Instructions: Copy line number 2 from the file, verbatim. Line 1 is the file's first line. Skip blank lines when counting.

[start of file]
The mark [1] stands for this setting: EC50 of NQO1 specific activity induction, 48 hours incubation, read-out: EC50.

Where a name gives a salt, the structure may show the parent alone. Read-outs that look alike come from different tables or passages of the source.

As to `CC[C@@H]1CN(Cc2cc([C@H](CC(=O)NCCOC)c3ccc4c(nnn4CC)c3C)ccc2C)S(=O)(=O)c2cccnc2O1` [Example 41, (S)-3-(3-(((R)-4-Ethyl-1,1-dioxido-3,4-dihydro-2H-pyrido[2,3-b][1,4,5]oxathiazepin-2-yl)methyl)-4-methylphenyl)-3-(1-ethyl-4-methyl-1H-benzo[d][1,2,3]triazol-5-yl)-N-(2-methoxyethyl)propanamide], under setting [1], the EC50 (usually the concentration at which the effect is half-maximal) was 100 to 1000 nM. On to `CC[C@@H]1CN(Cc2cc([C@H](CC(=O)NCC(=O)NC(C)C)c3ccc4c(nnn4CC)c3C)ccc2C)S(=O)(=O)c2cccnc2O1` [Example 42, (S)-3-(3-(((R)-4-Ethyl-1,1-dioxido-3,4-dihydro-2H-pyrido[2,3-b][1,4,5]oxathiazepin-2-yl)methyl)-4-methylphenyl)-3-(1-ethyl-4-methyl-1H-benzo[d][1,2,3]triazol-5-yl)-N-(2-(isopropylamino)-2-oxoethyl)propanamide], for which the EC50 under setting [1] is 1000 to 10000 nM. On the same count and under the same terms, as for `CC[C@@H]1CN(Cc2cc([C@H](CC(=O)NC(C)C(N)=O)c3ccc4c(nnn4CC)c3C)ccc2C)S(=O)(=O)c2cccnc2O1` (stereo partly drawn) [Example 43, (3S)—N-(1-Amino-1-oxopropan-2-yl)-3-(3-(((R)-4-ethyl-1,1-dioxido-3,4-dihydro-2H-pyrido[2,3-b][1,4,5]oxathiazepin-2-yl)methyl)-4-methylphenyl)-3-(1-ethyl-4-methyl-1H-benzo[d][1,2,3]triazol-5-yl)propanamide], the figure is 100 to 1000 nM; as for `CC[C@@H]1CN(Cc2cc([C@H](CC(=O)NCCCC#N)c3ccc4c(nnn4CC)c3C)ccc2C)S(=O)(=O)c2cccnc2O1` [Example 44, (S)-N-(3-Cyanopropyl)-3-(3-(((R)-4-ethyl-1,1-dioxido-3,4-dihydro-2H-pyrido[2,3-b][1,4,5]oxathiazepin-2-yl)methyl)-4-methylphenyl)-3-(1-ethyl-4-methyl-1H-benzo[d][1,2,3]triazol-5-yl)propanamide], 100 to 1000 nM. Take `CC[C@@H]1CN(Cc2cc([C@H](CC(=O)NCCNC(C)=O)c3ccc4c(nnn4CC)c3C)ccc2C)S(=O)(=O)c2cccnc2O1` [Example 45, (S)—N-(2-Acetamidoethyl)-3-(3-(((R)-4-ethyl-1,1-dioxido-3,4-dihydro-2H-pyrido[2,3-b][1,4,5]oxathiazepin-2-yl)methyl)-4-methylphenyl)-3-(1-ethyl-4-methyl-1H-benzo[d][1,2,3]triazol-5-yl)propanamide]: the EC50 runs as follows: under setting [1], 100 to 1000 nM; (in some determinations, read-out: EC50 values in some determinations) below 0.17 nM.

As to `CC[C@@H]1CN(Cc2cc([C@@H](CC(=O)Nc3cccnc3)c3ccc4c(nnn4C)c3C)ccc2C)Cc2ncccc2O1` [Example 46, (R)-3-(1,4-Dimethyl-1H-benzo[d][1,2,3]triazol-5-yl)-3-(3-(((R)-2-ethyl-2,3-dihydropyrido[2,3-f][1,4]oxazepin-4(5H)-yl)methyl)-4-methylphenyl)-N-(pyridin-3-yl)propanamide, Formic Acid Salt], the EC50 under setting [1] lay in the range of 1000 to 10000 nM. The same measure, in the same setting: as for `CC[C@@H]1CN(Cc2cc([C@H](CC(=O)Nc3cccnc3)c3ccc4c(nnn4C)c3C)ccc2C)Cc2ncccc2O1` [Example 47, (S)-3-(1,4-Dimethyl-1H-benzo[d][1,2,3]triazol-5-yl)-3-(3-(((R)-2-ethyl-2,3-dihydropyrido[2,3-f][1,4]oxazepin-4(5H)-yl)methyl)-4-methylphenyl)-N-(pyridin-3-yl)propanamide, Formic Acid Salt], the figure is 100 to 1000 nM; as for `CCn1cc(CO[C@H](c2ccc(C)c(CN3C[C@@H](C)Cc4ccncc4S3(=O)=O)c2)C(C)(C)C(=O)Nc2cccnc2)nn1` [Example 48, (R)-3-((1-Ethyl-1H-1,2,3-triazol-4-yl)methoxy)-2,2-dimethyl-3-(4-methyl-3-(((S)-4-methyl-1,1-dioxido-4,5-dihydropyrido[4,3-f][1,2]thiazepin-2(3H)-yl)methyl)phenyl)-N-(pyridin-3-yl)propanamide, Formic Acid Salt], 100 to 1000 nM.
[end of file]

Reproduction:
Where a name gives a salt, the structure may show the parent alone. Read-outs that look alike come from different tables or passages of the source.